To Buy or Lease a New Car

Jan 2017


The Auto Show is in town which makes it an exciting time in Southeast Michigan. It’s also a great time to talk about the process of buying a new car. If you do decide this is the year you are buying a new car, it is important that even before you shop you know how you are going to pay for it. In that regard, the first issue that many people will face is whether you buy or lease a car.

There are benefits to both buying and leasing a car. A leased car has the advantage that at the end of the term of the lease you can just turn the car in and don’t have to worry about resale or trade-in. Particularly for people who want a new car every few years, a lease is an excellent way to go. On the other hand, when you purchase a car you have the flexibility of owning that car for as long as you choose. Unlike a lease where you will have a regular monthly payment, when you buy a car, at the end of the financing period or if you pay cash, the car is yours without having to make monthly payments.

If you’re thinking of buying or leasing a car, to me, the first question you should ask yourself is how long you plan on owning the car. For those of you who hold cars for five years or longer, leasing is generally not a very good option. On the other hand, if you only plan to hold your car for two or three years, leasing can be a very viable option.

The next issue to consider would be how many miles you plan to put on your car. The more miles you put on your car, the less viable option leasing becomes Typically, if you put more than 15,000 to 18,000 miles a year on a car, leasing can be a very expensive option.

Not all cars are created equal when it comes to leasing versus buying. In many situations because of the residual value of the car (what the automaker estimates the car will be worth at the end of the lease), leasing is not viable. The lower the residual value, the higher the lease payment. Therefore, from a purely economic standpoint, if you are going to lease a car you need to look for one that has a high residual value.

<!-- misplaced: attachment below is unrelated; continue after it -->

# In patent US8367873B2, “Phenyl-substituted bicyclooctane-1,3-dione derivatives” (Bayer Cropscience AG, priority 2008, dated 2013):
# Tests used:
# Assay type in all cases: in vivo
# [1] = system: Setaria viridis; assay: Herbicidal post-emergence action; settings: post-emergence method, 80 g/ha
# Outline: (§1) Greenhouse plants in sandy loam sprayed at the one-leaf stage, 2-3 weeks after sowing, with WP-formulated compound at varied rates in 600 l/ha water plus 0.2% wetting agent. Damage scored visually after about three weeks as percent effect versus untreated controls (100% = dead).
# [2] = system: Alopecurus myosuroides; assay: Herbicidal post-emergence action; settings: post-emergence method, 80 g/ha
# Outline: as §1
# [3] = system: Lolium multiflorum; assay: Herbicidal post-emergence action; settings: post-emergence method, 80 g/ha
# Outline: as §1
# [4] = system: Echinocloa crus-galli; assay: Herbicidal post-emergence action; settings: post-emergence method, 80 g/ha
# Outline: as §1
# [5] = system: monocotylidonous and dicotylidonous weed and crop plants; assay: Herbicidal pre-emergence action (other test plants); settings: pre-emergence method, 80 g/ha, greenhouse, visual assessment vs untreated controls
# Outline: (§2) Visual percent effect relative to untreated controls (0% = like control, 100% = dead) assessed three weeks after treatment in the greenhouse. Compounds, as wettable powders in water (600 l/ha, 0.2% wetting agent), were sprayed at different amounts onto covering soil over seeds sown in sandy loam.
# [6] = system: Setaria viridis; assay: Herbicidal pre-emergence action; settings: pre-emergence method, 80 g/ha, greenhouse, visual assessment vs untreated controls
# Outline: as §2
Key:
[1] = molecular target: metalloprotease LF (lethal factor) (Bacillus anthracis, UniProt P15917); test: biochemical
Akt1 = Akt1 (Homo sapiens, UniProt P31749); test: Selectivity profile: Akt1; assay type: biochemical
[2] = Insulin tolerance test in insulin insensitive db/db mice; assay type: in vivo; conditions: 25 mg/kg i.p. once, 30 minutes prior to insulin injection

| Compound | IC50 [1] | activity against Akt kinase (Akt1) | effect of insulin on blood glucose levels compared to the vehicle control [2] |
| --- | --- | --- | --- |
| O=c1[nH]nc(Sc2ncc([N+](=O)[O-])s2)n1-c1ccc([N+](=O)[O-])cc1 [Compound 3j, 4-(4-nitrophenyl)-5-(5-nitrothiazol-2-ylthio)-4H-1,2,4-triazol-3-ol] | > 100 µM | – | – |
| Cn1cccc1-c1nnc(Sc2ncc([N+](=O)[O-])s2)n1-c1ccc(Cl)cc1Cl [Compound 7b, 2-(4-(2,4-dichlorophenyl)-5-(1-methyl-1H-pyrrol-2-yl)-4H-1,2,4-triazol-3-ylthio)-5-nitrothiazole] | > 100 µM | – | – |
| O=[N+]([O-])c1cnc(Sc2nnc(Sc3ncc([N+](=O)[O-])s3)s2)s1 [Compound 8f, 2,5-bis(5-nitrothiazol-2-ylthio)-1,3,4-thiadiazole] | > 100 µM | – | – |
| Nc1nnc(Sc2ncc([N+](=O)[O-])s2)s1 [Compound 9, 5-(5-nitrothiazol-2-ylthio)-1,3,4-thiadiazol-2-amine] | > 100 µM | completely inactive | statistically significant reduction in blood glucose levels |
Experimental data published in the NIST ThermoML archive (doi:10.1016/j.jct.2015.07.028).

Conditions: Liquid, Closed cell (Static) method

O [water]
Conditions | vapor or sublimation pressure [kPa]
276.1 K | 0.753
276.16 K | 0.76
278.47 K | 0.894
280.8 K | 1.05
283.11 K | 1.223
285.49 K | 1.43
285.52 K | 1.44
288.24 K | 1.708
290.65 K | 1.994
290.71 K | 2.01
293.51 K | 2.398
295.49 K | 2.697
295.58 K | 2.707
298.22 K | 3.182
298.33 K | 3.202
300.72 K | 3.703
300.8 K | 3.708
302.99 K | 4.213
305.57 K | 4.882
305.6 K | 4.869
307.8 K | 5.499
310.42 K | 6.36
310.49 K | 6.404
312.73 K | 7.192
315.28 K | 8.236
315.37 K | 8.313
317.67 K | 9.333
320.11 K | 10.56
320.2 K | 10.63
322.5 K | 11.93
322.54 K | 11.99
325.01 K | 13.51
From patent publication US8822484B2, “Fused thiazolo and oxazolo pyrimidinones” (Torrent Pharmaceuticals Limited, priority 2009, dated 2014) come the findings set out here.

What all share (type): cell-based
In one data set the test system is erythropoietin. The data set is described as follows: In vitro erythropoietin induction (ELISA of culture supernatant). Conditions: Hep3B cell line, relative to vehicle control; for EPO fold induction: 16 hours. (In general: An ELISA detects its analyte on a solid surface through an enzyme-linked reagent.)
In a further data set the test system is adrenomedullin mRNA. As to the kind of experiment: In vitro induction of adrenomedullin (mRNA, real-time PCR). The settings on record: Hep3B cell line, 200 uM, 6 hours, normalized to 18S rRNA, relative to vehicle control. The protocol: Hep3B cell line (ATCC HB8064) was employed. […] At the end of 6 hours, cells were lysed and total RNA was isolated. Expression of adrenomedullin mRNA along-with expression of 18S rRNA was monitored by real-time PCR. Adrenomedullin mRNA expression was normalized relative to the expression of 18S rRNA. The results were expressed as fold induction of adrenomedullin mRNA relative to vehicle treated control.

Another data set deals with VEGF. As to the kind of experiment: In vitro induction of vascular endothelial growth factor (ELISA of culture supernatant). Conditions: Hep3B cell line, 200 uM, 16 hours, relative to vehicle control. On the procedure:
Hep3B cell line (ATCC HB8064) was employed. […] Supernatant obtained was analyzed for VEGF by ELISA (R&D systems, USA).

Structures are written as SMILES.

If you’ve made the decision to purchase a car, the next issue you need to decide on is how to finance it. Unfortunately, cars have become expensive. In fact, what people paid for a house when I was a kid, they’re now paying for cars. When financing a car it is important to remember that the interest you pay is not tax deductible. In addition, there are many options today to finance a car other than going through the dealership. The dealership is one option to consider and you should get a competitive bid from them; however, don’t forget about other options you have. The credit unions and banks also offer car loans and sometimes they can be competitive. One of the positives of the internet is the fact that it is easier to shop loans around than ever before. However, just like everything else on the internet, it is important that you deal with a reputable company.

One question I’m always asked about regarding car loans is whether someone should use a home-equity loan to pay for the car. One of the advantages of using a home-equity loan is that it will make the interest tax deductible which is nice. However, the key with a home-equity loan is to not only look at the rate, but also any cost you have in obtaining the home-equity loan. In addition, something you need to factor into the equation is the fact that interest rates are on the rise. The great majority of home-equity loans are adjustable rates which means as interest rates rise, so will the interest charged on a home-equity loan.

Buying a new car is exciting and for many people it is the second largest purchase they’ll every make. However, just like with a house where you want to make sure your house doesn’t own you, the same thing applies to a car. Don’t buy a car because you think it’s a good investment, because it’s not. It is important that you can afford the car, including the cost of maintenance and insurance. The last thing you want is for a car to be a financial burden. Therefore, don’t let the excitement of buying a new car dictate your decisions. If you do, you will find that your car owns you and not the other way around.

Good luck!